Mental hyperlinking

It’s been said suggested that the Web caught on because hyperlinking is “how our brains work” Of course, I think this was said by a guy with attention-deficit disorder, but that’s another matter. And it just struck me how dated the term “hyperlinking” sounds. Never mind.

Anyhow, a few days ago, I was discussing with Jenny a little kerfluffle in the local blog-land that erupted as a result of that Chronicle article (for which I wrote a special blog entry a while back). In the course of which, Jenny mentioned a different issue: the supposed blogger vs journaler tension.

Aside: I wasn’t aware of “journaling” as an activity distinct from blogging until a journaler pointed it out to me. As I understand it, journaling is more writing about oneself; blogging is more writing about the rest of the world.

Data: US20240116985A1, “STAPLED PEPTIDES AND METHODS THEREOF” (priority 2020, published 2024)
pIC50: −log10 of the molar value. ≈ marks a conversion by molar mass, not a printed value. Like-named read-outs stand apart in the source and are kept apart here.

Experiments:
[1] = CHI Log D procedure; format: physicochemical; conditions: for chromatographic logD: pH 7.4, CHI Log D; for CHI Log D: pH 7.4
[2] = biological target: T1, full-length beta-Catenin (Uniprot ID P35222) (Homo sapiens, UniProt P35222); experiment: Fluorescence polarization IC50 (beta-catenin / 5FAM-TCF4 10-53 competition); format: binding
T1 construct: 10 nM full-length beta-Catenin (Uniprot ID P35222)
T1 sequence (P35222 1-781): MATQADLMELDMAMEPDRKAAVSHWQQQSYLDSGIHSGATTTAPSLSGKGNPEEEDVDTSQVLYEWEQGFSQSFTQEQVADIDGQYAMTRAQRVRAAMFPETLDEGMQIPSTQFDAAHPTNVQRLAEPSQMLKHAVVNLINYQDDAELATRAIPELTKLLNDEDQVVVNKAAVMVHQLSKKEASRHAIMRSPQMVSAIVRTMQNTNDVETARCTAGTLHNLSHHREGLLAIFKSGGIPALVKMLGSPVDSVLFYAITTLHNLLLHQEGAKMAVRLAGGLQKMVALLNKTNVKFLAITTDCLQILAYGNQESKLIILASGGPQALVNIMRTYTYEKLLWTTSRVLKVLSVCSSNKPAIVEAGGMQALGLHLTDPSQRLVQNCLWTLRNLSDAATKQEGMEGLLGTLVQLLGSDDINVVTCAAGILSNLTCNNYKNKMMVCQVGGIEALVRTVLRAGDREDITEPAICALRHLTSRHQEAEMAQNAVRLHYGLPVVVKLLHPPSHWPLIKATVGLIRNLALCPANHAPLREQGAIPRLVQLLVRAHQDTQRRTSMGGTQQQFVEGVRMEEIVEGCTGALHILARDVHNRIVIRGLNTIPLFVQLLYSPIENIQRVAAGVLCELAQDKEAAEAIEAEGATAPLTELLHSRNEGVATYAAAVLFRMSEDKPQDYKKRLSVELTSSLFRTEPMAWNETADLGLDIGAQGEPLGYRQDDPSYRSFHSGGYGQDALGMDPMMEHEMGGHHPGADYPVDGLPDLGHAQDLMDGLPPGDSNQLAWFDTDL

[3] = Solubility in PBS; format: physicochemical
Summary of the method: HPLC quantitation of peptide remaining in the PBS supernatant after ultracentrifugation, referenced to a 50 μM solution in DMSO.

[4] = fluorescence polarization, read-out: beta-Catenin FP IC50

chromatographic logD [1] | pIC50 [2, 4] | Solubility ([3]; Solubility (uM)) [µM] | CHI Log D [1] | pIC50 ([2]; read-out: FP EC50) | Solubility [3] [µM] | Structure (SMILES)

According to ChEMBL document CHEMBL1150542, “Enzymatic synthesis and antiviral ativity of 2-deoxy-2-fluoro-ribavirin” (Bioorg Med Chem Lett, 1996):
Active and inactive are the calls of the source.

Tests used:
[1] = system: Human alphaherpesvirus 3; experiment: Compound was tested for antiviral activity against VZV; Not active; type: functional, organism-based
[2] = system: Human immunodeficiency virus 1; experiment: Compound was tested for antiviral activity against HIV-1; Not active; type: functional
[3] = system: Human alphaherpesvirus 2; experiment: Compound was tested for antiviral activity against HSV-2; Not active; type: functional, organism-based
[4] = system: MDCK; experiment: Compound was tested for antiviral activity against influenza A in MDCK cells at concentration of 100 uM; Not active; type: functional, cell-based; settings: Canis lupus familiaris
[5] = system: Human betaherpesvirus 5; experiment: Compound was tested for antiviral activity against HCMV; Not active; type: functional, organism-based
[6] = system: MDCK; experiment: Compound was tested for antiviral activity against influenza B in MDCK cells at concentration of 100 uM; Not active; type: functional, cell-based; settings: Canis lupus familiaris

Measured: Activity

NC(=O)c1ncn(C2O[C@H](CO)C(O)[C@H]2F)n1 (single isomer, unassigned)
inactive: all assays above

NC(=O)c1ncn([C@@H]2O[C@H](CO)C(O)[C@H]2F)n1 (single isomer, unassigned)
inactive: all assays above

More specifically, Jenny mentioned that blogging apparently gets more media attention than journaling, and wondered why that might be. In male-answer syndrome mode, I speculated that the mainstream media has a certain fascination with blogs, because blogs intrude on their turf: this is the blogger vs journalist tension. A bunch of people writing about themselves is not news, perhaps unless they’re famous. Well, moby has a blog (I take it back, he calls it a journal), and he writes about not having anything to write about and cleaning his kitchen. So, ok, a journal may not be news after all, even when it is by a famous person. Where was I?

Right. Like I was saying: the media doesn’t see journalers as intruding on their turf, so they aren’t interested, meaning they don’t cover them.

Anyhow, today I see a pointer in Electrolite to “smart observations about the Laurie Garrett affair.” (which I know nothing about). Turns out Laurie Garrett is a journalist of some repute who wrote a lengthy and candid e-mail message about the WEF at Davos. This e-mail was intended only for her friends, but (obviously) wound up being distributed more widely. She was quite upset when she found out, but it’s an interesting read.